"Behold, my brothers, the spring has come. The earth has received the embraces of the sun and we shall soon see the results of that love! Every seed is awakened and so has all animal life. It is through this mysterious power that we too have our being and we therefore yield to our neighbors, even our animal neighbors, the same right as ourselves to inhabit this land. My love of our native soil is wholly mystical."
- Chief Sitting Bull (Tatanka Iyotaka), Hunkpapa Sioux (1831-1890)
While I’ll be the first to admit that I personally have not done my best at protecting the earth and all of the gifts that it yields to each of us, I do believe if we don’t really examine our carbon footprint and do what we can to reduce it, that the outcome will be grim. I know for me it is easier to not think about it and just take that easy route through life. In doing so I really haven't realized how our everyday choices have affected the earth and will continue to affect not only our future but that of our children and all who follow after them.
I really enjoyed watching Earth From Above: Food and Wildlife Conservation, not just because it was an easy watch, but because it was very informative and didn't hold back from the truth. Like many other documentaries it's based on the opinions of those who produced it, but they did maintain quite a few resources to back up their opinion. Along with these professional resources they have also brought in a lot of people whose lives have been directly affected because of the misuse and abuse of our natural resources. It was these peoples' stories that helped to drive the message presented here for me. I also liked how most of the people interviewed were of a similar, if not same opinion of the producers at the same time they also allowed for some opposing opinions to be expressed, to present a more informative approach.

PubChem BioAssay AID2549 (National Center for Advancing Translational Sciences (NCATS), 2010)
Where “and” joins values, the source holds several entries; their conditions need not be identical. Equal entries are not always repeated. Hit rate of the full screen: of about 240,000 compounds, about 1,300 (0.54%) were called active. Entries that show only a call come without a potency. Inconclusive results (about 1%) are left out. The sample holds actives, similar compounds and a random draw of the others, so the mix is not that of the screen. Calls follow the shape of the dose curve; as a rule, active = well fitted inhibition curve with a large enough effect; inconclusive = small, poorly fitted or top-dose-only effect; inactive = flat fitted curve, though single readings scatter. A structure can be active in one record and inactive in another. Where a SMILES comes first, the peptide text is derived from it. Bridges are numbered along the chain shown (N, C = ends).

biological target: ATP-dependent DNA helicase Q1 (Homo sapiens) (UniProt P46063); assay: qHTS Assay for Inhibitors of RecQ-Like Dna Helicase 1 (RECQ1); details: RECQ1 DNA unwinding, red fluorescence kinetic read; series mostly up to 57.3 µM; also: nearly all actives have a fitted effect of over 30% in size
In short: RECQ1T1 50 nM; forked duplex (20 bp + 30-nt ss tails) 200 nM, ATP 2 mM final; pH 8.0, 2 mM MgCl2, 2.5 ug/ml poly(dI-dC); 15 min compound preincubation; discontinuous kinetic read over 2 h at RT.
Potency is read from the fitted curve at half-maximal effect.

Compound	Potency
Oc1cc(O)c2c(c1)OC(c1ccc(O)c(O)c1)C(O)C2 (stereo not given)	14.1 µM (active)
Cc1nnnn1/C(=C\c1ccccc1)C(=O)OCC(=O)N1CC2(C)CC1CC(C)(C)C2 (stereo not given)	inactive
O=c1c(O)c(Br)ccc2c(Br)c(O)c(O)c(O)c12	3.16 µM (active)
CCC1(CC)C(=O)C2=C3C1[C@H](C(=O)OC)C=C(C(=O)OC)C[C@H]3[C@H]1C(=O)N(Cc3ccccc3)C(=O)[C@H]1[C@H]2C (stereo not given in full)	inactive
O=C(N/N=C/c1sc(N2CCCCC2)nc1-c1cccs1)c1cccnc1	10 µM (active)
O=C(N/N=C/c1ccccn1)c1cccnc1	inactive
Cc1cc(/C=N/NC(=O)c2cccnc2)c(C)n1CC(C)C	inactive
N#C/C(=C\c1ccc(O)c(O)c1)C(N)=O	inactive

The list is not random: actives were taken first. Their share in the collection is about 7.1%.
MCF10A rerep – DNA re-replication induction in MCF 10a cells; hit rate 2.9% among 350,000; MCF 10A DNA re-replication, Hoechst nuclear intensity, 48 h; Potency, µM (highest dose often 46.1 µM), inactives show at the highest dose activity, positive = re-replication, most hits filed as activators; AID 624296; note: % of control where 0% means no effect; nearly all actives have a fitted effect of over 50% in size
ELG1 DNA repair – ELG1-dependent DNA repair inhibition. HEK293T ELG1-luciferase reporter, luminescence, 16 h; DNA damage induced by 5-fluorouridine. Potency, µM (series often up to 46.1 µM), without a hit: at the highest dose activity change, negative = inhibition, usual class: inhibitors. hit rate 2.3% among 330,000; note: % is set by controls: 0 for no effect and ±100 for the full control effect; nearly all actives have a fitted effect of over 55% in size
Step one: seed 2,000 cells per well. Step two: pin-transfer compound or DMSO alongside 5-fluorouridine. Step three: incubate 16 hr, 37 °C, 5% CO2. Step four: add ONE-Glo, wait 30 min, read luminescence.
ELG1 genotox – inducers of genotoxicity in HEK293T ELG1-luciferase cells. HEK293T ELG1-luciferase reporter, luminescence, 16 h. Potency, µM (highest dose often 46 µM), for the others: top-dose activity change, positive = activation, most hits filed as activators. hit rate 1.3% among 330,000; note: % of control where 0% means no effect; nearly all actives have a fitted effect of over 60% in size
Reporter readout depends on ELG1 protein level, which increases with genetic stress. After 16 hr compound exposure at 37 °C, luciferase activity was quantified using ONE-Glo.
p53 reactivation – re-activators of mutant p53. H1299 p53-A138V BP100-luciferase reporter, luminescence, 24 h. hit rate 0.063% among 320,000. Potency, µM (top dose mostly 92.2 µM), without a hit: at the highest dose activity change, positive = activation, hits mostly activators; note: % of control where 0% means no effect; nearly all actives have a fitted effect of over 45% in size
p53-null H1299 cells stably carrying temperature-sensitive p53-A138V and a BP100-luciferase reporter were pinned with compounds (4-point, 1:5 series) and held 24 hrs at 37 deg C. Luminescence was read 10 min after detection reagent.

Earth From Above was originally produced in French, yet this release uses a translator who speaks over the host of the show, yet all of the other people in the film are just accompanied with English subtitles. So for me this dampened the overall experience as a documentary where I would have preferred not to have read through the subtitles. Overall though it went pretty smoothly. The show was broken up into two different sections called, 6 Billion People to Feed, and Do Wild Animals Still Exist? Both of these were further divided into two parts. While they covered a lot of material during the two sections that totaled over three hours, it moved along at a surprisingly fast pace and kept your attention throughout.
The first section, 6 Billion People to Feed, was primarily focused on the affects of industrial farming and the mass production of animals in slaughter houses. They discussed the affects that these have on the land we live in, the animals we share it with and lastly on us. There are many examples the filmmakers have given us that are definitely eye opening and appalling even. These scenes will not only make you feel a little sick inside, but also feel slightly responsible for indirectly causing some of it by taking part in the market for the things that can have negative effects later.